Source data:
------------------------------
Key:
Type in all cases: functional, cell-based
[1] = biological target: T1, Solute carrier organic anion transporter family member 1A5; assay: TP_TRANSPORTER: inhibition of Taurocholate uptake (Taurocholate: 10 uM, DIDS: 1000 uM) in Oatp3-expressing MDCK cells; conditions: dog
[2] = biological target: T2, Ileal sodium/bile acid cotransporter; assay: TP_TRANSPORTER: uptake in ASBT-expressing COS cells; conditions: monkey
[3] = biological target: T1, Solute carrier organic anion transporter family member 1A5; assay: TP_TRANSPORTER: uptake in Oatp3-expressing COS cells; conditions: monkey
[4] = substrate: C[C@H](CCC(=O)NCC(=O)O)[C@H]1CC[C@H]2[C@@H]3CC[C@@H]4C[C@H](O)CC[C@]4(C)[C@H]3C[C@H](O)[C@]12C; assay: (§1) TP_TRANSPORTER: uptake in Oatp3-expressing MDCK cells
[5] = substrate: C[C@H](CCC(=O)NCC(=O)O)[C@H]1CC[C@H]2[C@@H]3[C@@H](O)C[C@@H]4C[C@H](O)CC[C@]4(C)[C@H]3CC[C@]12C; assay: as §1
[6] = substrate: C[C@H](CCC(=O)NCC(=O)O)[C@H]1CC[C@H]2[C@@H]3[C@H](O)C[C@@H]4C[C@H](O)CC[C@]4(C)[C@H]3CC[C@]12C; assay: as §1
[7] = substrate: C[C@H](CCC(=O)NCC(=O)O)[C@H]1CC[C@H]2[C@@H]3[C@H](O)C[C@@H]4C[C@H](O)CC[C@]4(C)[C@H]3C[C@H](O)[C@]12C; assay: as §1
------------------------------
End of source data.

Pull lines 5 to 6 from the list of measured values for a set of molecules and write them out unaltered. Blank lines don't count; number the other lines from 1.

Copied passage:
[3] = biological target: T1, Solute carrier organic anion transporter family member 1A5; assay: TP_TRANSPORTER: uptake in Oatp3-expressing COS cells; conditions: monkey
[4] = substrate: C[C@H](CCC(=O)NCC(=O)O)[C@H]1CC[C@H]2[C@@H]3CC[C@@H]4C[C@H](O)CC[C@]4(C)[C@H]3C[C@H](O)[C@]12C; assay: (§1) TP_TRANSPORTER: uptake in Oatp3-expressing MDCK cells